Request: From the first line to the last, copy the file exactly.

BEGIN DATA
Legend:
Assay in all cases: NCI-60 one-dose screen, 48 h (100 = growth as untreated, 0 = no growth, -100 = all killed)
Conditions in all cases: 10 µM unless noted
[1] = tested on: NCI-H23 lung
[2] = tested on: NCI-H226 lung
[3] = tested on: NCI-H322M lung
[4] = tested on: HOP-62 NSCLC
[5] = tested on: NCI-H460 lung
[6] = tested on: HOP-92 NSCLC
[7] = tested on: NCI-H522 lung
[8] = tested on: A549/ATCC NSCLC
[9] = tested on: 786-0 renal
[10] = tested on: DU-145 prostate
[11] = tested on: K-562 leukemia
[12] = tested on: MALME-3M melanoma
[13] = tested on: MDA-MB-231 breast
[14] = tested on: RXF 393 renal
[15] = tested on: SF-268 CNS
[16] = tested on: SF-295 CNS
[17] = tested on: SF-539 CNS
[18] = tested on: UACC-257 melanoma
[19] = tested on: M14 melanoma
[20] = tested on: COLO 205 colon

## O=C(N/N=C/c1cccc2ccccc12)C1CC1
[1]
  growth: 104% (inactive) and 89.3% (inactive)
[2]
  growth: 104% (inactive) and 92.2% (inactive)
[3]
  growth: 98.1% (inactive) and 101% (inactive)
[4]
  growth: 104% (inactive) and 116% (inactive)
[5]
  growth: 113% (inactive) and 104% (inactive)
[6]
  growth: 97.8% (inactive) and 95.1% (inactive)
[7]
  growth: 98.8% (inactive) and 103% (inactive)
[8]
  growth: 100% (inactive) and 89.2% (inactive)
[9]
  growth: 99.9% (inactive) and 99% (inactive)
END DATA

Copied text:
Legend:
Assay in all cases: NCI-60 one-dose screen, 48 h (100 = growth as untreated, 0 = no growth, -100 = all killed)
Conditions in all cases: 10 µM unless noted
[1] = tested on: NCI-H23 lung
[2] = tested on: NCI-H226 lung
[3] = tested on: NCI-H322M lung
[4] = tested on: HOP-62 NSCLC
[5] = tested on: NCI-H460 lung
[6] = tested on: HOP-92 NSCLC
[7] = tested on: NCI-H522 lung
[8] = tested on: A549/ATCC NSCLC
[9] = tested on: 786-0 renal
[10] = tested on: DU-145 prostate
[11] = tested on: K-562 leukemia
[12] = tested on: MALME-3M melanoma
[13] = tested on: MDA-MB-231 breast
[14] = tested on: RXF 393 renal
[15] = tested on: SF-268 CNS
[16] = tested on: SF-295 CNS
[17] = tested on: SF-539 CNS
[18] = tested on: UACC-257 melanoma
[19] = tested on: M14 melanoma
[20] = tested on: COLO 205 colon

## O=C(N/N=C/c1cccc2ccccc12)C1CC1
[1]
  growth: 104% (inactive) and 89.3% (inactive)
[2]
  growth: 104% (inactive) and 92.2% (inactive)
[3]
  growth: 98.1% (inactive) and 101% (inactive)
[4]
  growth: 104% (inactive) and 116% (inactive)
[5]
  growth: 113% (inactive) and 104% (inactive)
[6]
  growth: 97.8% (inactive) and 95.1% (inactive)
[7]
  growth: 98.8% (inactive) and 103% (inactive)
[8]
  growth: 100% (inactive) and 89.2% (inactive)
[9]
  growth: 99.9% (inactive) and 99% (inactive)